Does it really matter who owns Vauxhall?
06 March 2017
Reaction to the purchase of GM’s European operations by the French company that owns Peugeot and Citroen (Group PSA) have been vocal.
General Motors (GM) who are exiting the UK has been producing cars in the UK for over 90 years so the move is certainly of historic significance, but perhaps its key currency is in highlighting one of the many fault lines around Brexit. In a debate that has been high on rhetoric, but low on content, the car industry has provided a key lens to understanding how multinational companies will react to Britain’s EU withdrawal and the response of large scale multinationals.
The deal follows on from a trickle of nervous commentary that has followed the reassuring investment decision of Nissan last year.
The reason why the Nissan question was significant is that it provided analysts with something concrete to actually analyse − in that case a Brexit that neutralizes the impact on the car industry. However, the rumblings of the universally non-UK owned firms operating plants in the UK, and the reduction in production by Ford in particular, has made commentators nervous about whether production levels will be sustained in the UK. Because cars can be assembled in multiple locations there is an apparent risk that PSA’s acquisition will put jobs at risk. And the success of Nissan in obtaining a direct intervention from the PM herself has ultimately put pressure to on the government to provide similar reassurance to others.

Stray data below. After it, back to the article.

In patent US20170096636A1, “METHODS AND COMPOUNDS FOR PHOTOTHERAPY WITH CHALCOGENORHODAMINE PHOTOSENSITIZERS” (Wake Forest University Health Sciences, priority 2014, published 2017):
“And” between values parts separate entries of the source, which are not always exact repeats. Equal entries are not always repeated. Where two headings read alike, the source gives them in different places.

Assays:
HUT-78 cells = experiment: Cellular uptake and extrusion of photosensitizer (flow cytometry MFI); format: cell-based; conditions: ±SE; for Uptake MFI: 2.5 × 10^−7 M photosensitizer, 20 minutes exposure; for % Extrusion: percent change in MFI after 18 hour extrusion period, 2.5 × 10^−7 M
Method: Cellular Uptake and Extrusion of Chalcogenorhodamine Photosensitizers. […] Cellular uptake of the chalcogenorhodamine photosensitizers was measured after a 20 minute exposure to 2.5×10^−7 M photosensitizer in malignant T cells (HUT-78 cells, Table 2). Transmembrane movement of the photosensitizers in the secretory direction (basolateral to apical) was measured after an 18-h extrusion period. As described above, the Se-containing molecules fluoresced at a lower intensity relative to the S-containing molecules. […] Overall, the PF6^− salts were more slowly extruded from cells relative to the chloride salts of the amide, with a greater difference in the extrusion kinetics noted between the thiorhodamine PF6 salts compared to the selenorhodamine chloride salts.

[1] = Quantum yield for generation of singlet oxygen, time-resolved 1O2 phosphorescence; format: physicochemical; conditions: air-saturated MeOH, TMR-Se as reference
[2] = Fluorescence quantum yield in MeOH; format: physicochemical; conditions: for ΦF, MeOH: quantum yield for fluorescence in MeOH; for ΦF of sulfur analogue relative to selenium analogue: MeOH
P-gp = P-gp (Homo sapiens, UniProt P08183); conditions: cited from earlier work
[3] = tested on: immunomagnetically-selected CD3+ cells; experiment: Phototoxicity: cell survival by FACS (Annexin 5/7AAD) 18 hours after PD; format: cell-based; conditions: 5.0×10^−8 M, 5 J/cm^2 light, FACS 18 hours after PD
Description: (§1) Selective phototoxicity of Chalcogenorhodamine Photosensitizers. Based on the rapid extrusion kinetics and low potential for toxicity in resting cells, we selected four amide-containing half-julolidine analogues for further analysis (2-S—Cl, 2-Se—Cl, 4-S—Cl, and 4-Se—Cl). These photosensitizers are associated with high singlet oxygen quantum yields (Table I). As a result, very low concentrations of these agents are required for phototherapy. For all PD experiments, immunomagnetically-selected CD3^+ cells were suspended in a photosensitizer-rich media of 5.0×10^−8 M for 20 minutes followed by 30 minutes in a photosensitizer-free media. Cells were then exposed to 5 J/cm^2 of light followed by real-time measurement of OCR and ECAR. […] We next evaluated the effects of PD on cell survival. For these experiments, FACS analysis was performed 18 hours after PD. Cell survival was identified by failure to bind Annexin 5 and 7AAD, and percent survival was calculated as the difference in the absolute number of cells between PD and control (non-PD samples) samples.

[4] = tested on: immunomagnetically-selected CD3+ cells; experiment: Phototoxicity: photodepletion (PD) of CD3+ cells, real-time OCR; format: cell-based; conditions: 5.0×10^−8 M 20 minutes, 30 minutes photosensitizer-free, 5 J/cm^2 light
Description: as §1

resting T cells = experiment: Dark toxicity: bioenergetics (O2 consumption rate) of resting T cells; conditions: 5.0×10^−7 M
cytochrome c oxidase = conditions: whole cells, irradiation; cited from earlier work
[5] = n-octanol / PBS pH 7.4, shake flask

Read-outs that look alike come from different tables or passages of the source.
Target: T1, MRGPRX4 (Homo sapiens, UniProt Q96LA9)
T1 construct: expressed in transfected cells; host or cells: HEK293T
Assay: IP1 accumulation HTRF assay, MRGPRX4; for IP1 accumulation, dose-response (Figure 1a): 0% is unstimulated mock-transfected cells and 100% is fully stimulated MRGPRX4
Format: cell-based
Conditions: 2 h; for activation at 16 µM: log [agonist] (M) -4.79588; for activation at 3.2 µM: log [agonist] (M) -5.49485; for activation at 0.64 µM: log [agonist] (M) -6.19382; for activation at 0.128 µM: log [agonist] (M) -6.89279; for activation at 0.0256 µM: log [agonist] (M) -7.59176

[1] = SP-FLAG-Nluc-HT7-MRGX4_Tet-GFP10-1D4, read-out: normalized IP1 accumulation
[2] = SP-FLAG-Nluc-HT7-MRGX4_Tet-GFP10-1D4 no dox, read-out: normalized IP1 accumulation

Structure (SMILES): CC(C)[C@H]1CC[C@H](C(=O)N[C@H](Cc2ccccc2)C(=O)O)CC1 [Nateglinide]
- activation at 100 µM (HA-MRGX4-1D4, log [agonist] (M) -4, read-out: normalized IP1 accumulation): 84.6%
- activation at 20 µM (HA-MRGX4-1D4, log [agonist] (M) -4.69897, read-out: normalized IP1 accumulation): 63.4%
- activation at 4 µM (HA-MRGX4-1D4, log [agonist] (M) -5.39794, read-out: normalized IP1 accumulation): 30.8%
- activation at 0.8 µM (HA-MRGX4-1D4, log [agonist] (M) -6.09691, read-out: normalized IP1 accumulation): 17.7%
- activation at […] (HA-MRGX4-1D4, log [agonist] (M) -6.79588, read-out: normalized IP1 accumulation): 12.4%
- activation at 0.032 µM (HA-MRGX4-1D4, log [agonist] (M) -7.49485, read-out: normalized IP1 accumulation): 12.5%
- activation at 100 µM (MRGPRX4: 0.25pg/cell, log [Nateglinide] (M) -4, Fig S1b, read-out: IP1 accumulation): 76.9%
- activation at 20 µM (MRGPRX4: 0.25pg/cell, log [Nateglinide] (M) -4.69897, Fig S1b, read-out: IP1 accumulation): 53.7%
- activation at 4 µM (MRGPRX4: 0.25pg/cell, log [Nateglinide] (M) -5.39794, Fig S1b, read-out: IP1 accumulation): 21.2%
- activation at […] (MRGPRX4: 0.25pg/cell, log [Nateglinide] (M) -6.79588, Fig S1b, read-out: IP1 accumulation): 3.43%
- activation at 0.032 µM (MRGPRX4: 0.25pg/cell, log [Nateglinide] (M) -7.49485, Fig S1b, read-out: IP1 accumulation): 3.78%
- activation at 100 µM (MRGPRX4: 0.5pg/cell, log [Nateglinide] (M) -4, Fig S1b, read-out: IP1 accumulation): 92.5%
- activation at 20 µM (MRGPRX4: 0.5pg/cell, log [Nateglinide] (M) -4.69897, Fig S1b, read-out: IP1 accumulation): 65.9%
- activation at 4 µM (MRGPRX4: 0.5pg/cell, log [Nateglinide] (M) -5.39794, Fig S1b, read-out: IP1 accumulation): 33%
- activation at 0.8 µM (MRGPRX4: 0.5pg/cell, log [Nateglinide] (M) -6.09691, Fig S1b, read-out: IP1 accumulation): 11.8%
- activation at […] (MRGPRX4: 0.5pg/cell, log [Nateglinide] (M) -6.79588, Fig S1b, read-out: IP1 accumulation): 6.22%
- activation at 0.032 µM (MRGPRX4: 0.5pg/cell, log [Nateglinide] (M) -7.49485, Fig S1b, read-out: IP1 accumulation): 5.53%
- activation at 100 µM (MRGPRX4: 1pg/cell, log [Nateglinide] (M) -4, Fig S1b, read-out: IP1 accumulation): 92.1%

But does it really matter who owns Vauxhall as long as production remains in the UK?
After all, it is important not to conflate this commercial decision with Brexit per se. A more important guide to the future perhaps comes from PSA having closed operations before shifting its production to continental Europe in 2006. PSA shows that it is willing and able to relocate its production to align to its commercial imperatives. However, PSA are no different from other car manufactures who are already on record in recording their disquiet. And while none have suggested wholesale exit, Ford illustrated the more likely trend going forward by opting to reduce their UK production. The mood music suggests that unless the government is able to neutralize the impact of Brexit as it did with Nissan, there will be a steady deindustrialisation by stealth with large multinational firms maintaining reduced presence.